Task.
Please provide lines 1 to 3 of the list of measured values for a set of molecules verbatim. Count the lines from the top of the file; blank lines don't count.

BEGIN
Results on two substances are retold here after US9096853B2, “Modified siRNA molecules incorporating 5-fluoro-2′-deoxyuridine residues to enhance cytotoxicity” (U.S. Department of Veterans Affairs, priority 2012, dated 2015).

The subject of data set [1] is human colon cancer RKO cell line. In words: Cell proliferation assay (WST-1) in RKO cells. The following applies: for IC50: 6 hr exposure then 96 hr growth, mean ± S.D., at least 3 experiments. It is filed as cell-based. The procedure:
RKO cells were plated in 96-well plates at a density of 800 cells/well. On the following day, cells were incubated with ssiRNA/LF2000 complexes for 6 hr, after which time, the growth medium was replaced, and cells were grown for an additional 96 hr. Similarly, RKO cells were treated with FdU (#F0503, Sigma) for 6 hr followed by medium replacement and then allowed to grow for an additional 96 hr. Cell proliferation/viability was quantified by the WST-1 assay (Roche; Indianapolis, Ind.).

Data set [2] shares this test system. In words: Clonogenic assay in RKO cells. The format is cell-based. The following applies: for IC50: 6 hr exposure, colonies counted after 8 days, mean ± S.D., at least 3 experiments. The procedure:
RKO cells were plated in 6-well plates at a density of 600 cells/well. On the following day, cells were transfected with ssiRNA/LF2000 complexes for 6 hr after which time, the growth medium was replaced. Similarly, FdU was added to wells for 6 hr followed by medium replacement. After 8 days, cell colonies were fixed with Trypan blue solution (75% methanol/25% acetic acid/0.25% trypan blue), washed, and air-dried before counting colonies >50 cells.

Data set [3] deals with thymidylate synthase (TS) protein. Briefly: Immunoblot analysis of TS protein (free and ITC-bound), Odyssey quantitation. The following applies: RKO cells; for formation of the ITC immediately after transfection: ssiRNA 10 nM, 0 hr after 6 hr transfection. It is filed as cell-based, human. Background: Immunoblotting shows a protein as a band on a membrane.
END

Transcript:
Results on two substances are retold here after US9096853B2, “Modified siRNA molecules incorporating 5-fluoro-2′-deoxyuridine residues to enhance cytotoxicity” (U.S. Department of Veterans Affairs, priority 2012, dated 2015).

The subject of data set [1] is human colon cancer RKO cell line. In words: Cell proliferation assay (WST-1) in RKO cells. The following applies: for IC50: 6 hr exposure then 96 hr growth, mean ± S.D., at least 3 experiments. It is filed as cell-based. The procedure:
RKO cells were plated in 96-well plates at a density of 800 cells/well. On the following day, cells were incubated with ssiRNA/LF2000 complexes for 6 hr, after which time, the growth medium was replaced, and cells were grown for an additional 96 hr. Similarly, RKO cells were treated with FdU (#F0503, Sigma) for 6 hr followed by medium replacement and then allowed to grow for an additional 96 hr. Cell proliferation/viability was quantified by the WST-1 assay (Roche; Indianapolis, Ind.).